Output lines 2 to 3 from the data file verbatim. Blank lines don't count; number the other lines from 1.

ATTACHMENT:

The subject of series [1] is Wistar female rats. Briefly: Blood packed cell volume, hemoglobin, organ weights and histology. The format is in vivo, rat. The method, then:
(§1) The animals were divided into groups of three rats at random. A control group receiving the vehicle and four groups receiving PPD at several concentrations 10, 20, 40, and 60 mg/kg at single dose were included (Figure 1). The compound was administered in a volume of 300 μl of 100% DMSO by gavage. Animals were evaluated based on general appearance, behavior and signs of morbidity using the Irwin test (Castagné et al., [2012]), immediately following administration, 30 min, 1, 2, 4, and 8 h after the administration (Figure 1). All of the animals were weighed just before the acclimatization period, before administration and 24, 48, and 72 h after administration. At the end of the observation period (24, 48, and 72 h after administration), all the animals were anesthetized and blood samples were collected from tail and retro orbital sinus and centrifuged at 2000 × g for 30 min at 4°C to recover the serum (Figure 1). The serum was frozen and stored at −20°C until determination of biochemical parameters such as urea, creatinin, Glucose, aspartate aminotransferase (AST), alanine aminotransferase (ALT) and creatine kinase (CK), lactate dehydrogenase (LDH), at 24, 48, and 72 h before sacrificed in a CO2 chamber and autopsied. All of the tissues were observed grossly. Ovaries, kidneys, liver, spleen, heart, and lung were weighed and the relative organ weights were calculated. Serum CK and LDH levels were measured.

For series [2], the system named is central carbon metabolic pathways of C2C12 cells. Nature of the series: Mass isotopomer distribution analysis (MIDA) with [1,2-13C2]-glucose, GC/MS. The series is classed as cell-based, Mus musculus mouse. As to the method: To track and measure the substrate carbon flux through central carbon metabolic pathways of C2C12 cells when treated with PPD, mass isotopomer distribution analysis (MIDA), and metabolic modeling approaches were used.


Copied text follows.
(§1) The animals were divided into groups of three rats at random. A control group receiving the vehicle and four groups receiving PPD at several concentrations 10, 20, 40, and 60 mg/kg at single dose were included (Figure 1). The compound was administered in a volume of 300 μl of 100% DMSO by gavage. Animals were evaluated based on general appearance, behavior and signs of morbidity using the Irwin test (Castagné et al., [2012]), immediately following administration, 30 min, 1, 2, 4, and 8 h after the administration (Figure 1). All of the animals were weighed just before the acclimatization period, before administration and 24, 48, and 72 h after administration. At the end of the observation period (24, 48, and 72 h after administration), all the animals were anesthetized and blood samples were collected from tail and retro orbital sinus and centrifuged at 2000 × g for 30 min at 4°C to recover the serum (Figure 1). The serum was frozen and stored at −20°C until determination of biochemical parameters such as urea, creatinin, Glucose, aspartate aminotransferase (AST), alanine aminotransferase (ALT) and creatine kinase (CK), lactate dehydrogenase (LDH), at 24, 48, and 72 h before sacrificed in a CO2 chamber and autopsied. All of the tissues were observed grossly. Ovaries, kidneys, liver, spleen, heart, and lung were weighed and the relative organ weights were calculated. Serum CK and LDH levels were measured.

For series [2], the system named is central carbon metabolic pathways of C2C12 cells. Nature of the series: Mass isotopomer distribution analysis (MIDA) with [1,2-13C2]-glucose, GC/MS. The series is classed as cell-based, Mus musculus mouse. As to the method: To track and measure the substrate carbon flux through central carbon metabolic pathways of C2C12 cells when treated with PPD, mass isotopomer distribution analysis (MIDA), and metabolic modeling approaches were used.